Saturday Mailbox


October 06, 2007

Invert the increase in our energy use

The Sun's article "Tough to unplug" (Sept. 30) highlights some of the challenges we must address to counter the threat to life on Earth posed by global warming.

Our governor has called for a 15 percent reduction in Maryland's electricity consumption in the near term. So it's discouraging to read that Baltimore Gas and Electric customers actually increased their electricity consumption this summer by 3 percent over the 2006 level.

To ensure our children and grandchildren will have a livable planet, we must reverse this trend in energy use.

Replacing a few traditional light bulbs with energy-efficient ones is just a start.

Our forefathers lived without air conditioning and, at a still earlier time, without central heating. Surely we can adopt BGE's suggested summer thermostat setting of 78 degrees in our homes, schools and workplaces. And in the cold months, wearing a sweater will maintain comfort in an environment heated to 65 degrees to 68 degrees.

Driving at the speed limit, avoiding unnecessary idling, carpooling and combining errands can stretch our finite oil reserves and reduce our production of greenhouse gases.

We should each make it a personal, creative challenge to think about the environmental costs of our daily activities and find ways to reduce our energy use.

Bob Burchard


FERC ruling handled core of complaint

Jay Hancock's column on the Federal Energy Regulatory Commission's ruling on the PJM Interconnection market monitoring case was pithy but incorrect ("Power overseer ignores alarms," Sept. 26). Indeed, Mr. Hancock missed the entire object of FERC's investigation.

Mr. Hancock faults FERC for acting to ensure the independence of the PJM market monitor, dismissing our actions in this regard as "tinkering with the organization chart."

Mr. Hancock also appears deeply unsatisfied that the FERC investigation and order focused on the independence of the market monitor rather than market power.

But the independence of market monitoring has been at the heart of this investigation since it began. And the reason for this is that the independence of the monitor was the central issue raised by the two complaints that were filed in May.

It should come as no surprise that FERC would address the central issue in the case, the one most important to the complainants.

And FERC did not "kill an inquiry" on this issue. We made a call on the merits based upon a substantial record. We found the PJM tariff unjust and unreasonable, and ordered changes.

The complainants urged us to act quickly, specifically seeking expeditious resolution of the complaint "to avoid irreparable harm to and loss of confidence in PJM wholesale markets." We acted quickly.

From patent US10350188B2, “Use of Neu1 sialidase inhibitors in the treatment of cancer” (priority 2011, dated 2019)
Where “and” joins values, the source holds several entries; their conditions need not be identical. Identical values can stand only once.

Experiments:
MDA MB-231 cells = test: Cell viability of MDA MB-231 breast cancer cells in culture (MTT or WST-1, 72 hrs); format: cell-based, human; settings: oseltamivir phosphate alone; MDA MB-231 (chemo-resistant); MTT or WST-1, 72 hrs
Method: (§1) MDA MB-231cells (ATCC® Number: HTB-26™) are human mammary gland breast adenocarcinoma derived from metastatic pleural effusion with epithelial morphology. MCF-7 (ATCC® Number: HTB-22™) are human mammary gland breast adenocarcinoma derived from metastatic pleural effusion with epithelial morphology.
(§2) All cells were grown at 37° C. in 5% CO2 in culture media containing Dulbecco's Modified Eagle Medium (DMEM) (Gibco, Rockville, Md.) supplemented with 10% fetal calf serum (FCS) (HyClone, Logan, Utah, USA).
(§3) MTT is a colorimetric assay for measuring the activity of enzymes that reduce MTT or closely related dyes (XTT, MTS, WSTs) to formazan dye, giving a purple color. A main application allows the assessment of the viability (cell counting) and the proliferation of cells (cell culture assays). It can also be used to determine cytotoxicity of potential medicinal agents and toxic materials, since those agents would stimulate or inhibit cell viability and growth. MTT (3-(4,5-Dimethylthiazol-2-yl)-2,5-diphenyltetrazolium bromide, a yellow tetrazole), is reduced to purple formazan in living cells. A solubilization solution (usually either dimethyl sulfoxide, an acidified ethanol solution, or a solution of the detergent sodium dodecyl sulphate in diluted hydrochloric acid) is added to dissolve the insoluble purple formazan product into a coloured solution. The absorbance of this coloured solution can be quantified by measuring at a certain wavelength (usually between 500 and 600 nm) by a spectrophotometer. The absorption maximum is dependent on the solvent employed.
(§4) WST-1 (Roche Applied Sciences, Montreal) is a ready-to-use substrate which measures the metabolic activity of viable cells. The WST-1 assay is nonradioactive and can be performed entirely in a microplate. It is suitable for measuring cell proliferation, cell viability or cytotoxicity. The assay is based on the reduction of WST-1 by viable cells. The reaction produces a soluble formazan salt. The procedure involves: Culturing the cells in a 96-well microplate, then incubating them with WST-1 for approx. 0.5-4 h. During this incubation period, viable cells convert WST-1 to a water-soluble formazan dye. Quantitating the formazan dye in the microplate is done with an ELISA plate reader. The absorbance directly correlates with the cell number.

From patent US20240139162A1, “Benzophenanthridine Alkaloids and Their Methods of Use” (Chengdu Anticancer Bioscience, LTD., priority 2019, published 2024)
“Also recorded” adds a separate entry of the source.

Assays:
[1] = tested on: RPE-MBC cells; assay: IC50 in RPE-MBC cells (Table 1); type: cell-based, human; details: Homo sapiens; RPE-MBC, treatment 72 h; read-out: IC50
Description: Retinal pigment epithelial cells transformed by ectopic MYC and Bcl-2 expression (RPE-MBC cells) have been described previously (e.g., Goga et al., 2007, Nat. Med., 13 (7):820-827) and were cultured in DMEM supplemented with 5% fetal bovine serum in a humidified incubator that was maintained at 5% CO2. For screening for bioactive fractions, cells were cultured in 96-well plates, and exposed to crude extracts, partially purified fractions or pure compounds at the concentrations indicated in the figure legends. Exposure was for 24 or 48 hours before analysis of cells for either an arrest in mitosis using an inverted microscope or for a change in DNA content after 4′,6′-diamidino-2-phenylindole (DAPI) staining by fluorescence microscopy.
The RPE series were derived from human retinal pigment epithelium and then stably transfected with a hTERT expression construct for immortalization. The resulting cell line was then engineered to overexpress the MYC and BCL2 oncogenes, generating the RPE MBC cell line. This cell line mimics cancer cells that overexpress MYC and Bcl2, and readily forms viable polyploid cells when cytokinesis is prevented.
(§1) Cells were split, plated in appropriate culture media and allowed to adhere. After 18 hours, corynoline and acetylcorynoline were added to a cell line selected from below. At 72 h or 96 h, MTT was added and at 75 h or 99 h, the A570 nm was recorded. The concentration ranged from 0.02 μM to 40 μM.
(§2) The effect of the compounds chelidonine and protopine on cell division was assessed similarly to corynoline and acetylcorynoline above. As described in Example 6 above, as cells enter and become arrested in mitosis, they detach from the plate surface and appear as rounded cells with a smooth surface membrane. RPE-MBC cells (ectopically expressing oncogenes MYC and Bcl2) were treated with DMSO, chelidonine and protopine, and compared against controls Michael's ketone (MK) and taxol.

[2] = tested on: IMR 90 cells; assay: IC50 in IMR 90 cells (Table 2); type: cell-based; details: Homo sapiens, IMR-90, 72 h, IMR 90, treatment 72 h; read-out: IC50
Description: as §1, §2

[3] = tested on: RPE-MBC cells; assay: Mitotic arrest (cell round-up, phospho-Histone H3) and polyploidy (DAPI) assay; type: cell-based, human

The commission largely agreed with the complainants. They asked for a settlement process involving all the parties. They got it.

The goal here is ensuring that PJM's market monitor is able to do his job and ensure public confidence that the markets are functioning properly.

That goal may not excite Mr. Hancock, but it remains important to FERC.

Mary O'Driscoll


The writer is director of press services for FERC.

Slots would carry some heavy costs

Gov. Martin O'Malley, state Senate President Thomas V. Mike Miller and various business interests are trying hard to whoop up an unstoppable tide to legislate Maryland into becoming a big-time gambling state just like neighboring states ("GOP shuns slots proposal," Oct. 4).

They seem to want to have a quick special session to railroad a tax bill through and legalize slot machines.

Slots advocates often say we need slots to be "competitive." However, these folks need to consider some other points:

Every dollar lost in a slot machine is one that will not be spent on a normal purchase from a Maryland business.

The military organizations moving more jobs into Maryland will not look kindly on a proliferation of big-time gambling establishments near sensitive installations.

Why? Because losing gamblers are a known security risk.

Many high-tech companies will tend to shy away from moving into big-time gambling centers as they are not family-friendly and do not foster a wholesome atmosphere for company operations.

Therefore, by shunning big-time casinos, Maryland could realize a competitive advantage of a much better sort.

Finally, slots advocates owe the rest of us an impact statement that thoroughly considers all the many negatives lurking beneath the surface of big-time gambling.

Dave Thompson


Holes in safety net for state's disabled

Thanks for publishing Dan Rodricks' column about Howard Fry, which revealed some of the underlying failures of the state's safety net for those in need ("Safety net, unraveling," Sept. 28).

In explaining some of those failures, the article touched upon the lack of funding to provide the kinds of support Mr. Fry would need to live safely in a more independent, community-based setting.

Baltimore Sun Articles
Please note the green-lined linked article text has been applied commercially without any involvement from our newsroom editors, reporters or any other editorial staff.